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Geography is so much more than a school subject or academic discipline. It defines our everyday lives. From the moment we are born, a journey of interactions with people and places begins. All of our day-to-day going’s on unfold over space, place and time, and so these core defining concepts of Geography and the interactions between them are at the heart of the constant evolution of human history.
I have always been fascinated by journeys. Journeys by any means; on foot, bicycle, train, ferry, plane, even car. Passing through an ever-evolving landscape, wondering what’s coming next. The act of journeying conjures up imagery of struggle through epic undertakings over many days or months, lugging vast quantities of luggage with the far-off destination being the all-important pinnacle of achievement. In modern-day, ultra-mobile life however, journeys are often presented to us as an inconvenient but necessary means to an end. The end being necessities such as work or retail or pleasures such as holiday destinations, leisure pursuits, or even home. It is this channeled thinking that geographers must challenge as more often than not, we gain great satisfaction from being on the move; a sentiment that can be traced back to the nomadic lifestyles of our hunter-gatherer ancestral populations.
Window-gazing; a vital geographical skill. As this Airbus A380 banks for its final approach to Singapore Changi Airport, a whole world of human-landscape interactions characteristic of the Malay Peninsula dominate the view. On land, the stark boundary between tropical forest and parched ground surrounding industrial developments whilst in the busy Singapore Strait, zones of active sediment transport can be seen along the coast and lacing between the various cargo and dredging vessels.
Through my work as an International Mountain Leader, I aim to engage people with the diverse landscapes of Planet Earth through exploratory journeys. In essence the ongoing journey is the destination of any expedition, whether a multi-day trekking trip in the Alps or an exploration of a rugged Hebridean island. Although many subjects encourage the study of concepts in isolation, one of geography’s strengths is in its positioning as a study of interaction between concepts. For example, as we ascend, metre by metre in the European Alps we observe gradual ecosystem changes through the various biomes, from temperate woodland through mixed and coniferous forest and on into the alpine zone. These changes are all linked to the underlying geology, aspect, altitude, micro-climate, angle of slope and so on. There are also changes in how humans deal with and/or inhabit the landscape. Wide valley floors at lower altitude with a mild year-round climate contain fertile plains ideal for growing cereals or overwintering animals and thus the lowlands are rarely untouched by human impact or development. Higher up, harsher topographic and climatic conditions restrict activity both in space and time. Animals might only graze small Alpine meadows during summer, and habitation is limited to the odd shepherds’ or mountaineering hut. Practicalities dictate that economic activity is limited to forestry, hydro-power, outdoor recreation and wildlife tourism.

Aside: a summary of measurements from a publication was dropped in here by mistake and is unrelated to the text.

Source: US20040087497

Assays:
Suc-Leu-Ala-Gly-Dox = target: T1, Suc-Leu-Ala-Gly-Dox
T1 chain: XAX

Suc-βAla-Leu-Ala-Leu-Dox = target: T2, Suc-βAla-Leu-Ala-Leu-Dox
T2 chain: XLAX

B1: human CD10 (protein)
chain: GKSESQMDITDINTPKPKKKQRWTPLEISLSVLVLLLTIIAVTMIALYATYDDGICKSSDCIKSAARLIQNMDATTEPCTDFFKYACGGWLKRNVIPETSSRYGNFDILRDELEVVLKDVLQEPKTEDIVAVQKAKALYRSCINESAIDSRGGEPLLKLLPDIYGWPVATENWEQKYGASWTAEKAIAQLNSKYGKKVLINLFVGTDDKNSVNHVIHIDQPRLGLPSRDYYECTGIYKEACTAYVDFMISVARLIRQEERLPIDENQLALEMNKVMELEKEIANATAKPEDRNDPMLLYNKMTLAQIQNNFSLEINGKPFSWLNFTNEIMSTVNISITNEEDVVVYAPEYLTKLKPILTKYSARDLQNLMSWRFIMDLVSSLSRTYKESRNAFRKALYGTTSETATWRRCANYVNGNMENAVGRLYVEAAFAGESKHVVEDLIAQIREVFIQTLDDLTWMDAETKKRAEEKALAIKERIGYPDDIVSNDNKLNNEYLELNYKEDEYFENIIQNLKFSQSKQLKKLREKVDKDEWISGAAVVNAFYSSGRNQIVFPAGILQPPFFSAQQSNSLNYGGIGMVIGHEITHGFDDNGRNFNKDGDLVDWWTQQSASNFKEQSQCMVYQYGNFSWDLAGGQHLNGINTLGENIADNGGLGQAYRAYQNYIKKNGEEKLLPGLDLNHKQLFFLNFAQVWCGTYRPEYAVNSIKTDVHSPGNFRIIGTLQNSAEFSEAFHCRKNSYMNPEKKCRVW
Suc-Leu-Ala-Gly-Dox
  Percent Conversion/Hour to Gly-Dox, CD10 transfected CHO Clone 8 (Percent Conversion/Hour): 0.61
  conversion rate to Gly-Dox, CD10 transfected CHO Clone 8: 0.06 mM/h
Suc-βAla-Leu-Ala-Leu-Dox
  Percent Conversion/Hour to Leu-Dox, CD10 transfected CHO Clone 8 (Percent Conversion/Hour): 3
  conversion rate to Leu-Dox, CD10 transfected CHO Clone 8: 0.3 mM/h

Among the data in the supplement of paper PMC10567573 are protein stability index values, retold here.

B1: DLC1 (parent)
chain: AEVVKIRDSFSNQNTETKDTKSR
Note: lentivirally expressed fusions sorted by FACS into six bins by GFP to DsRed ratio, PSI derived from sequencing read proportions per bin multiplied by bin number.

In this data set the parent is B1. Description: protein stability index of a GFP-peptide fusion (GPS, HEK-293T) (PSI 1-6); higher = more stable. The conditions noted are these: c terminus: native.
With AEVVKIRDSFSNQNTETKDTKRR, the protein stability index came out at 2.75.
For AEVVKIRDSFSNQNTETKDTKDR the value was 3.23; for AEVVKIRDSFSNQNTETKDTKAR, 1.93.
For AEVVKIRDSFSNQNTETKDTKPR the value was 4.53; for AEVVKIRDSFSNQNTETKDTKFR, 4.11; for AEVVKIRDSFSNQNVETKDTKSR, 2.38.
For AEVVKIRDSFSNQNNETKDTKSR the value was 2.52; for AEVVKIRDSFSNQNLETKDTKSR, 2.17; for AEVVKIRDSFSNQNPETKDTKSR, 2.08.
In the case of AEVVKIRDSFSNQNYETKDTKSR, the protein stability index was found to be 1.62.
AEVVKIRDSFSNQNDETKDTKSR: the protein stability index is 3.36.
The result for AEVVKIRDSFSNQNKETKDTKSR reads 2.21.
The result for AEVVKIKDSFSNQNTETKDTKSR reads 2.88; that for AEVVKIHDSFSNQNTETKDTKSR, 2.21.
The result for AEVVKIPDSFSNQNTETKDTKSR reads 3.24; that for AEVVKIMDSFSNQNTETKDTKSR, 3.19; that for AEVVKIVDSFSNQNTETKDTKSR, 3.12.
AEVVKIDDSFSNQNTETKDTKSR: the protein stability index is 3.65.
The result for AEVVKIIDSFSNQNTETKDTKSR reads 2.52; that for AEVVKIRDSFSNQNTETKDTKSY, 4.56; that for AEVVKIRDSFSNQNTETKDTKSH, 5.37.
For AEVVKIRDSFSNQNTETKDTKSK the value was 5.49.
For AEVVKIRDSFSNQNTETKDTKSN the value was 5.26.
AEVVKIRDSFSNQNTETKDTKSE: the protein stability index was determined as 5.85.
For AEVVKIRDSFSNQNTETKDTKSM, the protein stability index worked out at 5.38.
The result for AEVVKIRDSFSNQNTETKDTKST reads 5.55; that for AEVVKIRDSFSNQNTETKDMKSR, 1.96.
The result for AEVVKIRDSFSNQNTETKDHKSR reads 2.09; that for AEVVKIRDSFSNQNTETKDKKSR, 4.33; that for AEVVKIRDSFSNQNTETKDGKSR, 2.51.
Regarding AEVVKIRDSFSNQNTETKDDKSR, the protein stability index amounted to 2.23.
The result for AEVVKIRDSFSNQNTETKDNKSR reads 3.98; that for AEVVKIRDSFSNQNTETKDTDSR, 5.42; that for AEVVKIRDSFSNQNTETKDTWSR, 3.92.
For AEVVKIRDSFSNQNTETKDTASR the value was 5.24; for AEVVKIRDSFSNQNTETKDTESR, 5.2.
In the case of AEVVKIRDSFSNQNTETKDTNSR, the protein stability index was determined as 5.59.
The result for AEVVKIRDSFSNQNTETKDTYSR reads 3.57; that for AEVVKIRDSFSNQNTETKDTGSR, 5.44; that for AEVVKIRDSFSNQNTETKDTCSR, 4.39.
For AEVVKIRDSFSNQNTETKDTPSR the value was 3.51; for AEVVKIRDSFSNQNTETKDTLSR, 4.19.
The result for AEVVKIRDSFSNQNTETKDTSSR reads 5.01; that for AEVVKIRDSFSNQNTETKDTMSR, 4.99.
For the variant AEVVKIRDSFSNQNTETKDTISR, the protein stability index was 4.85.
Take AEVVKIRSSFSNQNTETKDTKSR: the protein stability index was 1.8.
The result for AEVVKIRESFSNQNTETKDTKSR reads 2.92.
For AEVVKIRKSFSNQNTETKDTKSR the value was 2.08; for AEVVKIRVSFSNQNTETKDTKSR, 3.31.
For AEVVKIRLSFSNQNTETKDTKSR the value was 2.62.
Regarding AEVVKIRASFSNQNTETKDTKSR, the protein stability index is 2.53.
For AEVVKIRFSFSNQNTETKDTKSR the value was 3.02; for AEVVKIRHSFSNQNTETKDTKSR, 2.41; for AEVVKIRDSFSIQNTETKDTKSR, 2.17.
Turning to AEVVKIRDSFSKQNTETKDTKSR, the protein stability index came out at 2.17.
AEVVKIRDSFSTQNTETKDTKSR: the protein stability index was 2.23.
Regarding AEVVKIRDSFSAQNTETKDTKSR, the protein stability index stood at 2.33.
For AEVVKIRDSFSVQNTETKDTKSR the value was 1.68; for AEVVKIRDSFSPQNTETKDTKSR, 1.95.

Geographical Journeys, Alpine style. For the International Mountain Leader, the Alps provide the ideal outdoor playground for exploratory trekking expeditions. Refuge de Tré-la-Tête and the Val Montjoie, France.
Geography increasingly helps us deal with many of the worlds’ cutting-edge challenges related to modern human interactions with the environment, helping us understand how or whether we can make such interactions sustainable. Take the production of modern commodities; from building materials to IT equipment and cars. Everything ever produced comes with a socio-environmental footprint. Raw materials are mined, often overseas in countries with varying employment conditions. The chain of supply processes that follows, including manufacturing, packaging, transport and delivery to the consumer, carries it's own complex story of impact on the planet. Geographers are ideally placed to identify and evaluate this impact at each stage of the process, whilst also keeping the bigger picture in mind.
Journeys foster a great curiosity for real-world processes and issues. My decision to pursue a geographical career was laid down through discovering that the discipline encourages broader systems thinking, rather than providing individual or niche answers. Teaching through the use of case-studies and real places helped me develop a personal connection to the learning. Even after having left the classroom and lecture theatre behind, core geographical skills and concepts continue to form the basis of my everyday learning on the journey through life.
About the author
Darren Axe is an International Mountain Leader (IML), Fellow of the Royal Geographical Society (FRGS) and Public Speaker. His mission is to engage people in exploratory journeys, usually on foot, in the diverse landscapes of the U.K., Europe and further afield. Darren is a Physical Geography graduate of Lancaster University and also studied at Victoria University of Wellington, New Zealand. Darren’s work focusses on contemporary debates in Sustainable Development and through his Exploratory Journeys programme aims to critically assess concepts such as the socio-environmental impacts of travel and expeditions. Visit Darren's website to find out more.
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